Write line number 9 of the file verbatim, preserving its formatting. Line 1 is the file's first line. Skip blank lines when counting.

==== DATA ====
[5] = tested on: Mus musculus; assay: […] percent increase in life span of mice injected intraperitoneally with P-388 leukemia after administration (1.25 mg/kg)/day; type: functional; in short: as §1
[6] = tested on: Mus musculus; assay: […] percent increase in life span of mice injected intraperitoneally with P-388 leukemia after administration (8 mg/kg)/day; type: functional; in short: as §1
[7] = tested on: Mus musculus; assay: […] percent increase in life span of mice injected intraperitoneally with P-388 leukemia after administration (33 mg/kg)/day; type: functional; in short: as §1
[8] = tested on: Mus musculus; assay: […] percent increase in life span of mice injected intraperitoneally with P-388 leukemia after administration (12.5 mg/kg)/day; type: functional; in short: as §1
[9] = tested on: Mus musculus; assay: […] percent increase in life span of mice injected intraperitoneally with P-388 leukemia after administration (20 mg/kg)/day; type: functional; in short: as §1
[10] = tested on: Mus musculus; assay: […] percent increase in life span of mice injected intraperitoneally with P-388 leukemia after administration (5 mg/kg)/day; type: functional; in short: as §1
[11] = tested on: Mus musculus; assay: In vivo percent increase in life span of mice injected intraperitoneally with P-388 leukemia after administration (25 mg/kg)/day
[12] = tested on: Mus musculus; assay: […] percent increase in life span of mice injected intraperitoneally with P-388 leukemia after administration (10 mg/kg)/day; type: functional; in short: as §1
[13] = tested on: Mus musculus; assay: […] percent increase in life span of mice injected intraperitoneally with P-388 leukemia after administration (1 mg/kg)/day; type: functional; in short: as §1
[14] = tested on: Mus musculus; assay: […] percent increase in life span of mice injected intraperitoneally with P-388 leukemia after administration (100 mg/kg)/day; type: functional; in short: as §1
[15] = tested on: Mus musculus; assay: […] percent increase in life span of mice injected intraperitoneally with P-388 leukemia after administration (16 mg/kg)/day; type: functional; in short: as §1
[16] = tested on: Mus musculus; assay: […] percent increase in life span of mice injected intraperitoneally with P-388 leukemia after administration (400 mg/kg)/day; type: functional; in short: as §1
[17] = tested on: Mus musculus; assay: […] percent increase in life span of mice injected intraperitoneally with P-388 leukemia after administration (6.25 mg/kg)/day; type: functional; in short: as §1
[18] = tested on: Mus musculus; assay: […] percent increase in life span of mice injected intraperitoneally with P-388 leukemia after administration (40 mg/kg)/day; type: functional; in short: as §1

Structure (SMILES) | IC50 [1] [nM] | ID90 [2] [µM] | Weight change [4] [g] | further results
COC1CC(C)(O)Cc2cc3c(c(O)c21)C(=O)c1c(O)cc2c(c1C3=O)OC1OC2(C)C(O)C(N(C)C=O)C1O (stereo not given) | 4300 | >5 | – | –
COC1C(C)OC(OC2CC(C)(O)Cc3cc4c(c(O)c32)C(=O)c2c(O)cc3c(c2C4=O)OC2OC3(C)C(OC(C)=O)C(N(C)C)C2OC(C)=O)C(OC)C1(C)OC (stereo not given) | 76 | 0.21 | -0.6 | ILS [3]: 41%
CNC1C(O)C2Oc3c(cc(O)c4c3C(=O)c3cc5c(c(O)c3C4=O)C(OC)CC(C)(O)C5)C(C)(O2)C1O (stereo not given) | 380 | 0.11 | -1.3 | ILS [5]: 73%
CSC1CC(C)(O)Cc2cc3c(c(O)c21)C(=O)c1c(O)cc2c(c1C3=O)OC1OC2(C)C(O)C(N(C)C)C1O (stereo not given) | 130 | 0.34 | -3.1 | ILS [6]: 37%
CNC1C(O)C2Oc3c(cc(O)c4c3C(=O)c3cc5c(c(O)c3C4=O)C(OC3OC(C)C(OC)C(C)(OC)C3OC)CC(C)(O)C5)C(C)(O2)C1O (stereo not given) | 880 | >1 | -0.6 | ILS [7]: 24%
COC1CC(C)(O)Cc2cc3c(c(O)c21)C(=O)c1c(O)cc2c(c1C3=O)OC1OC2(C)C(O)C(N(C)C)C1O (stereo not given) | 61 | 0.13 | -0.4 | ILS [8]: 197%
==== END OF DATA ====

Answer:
[13] = tested on: Mus musculus; assay: […] percent increase in life span of mice injected intraperitoneally with P-388 leukemia after administration (1 mg/kg)/day; type: functional; in short: as §1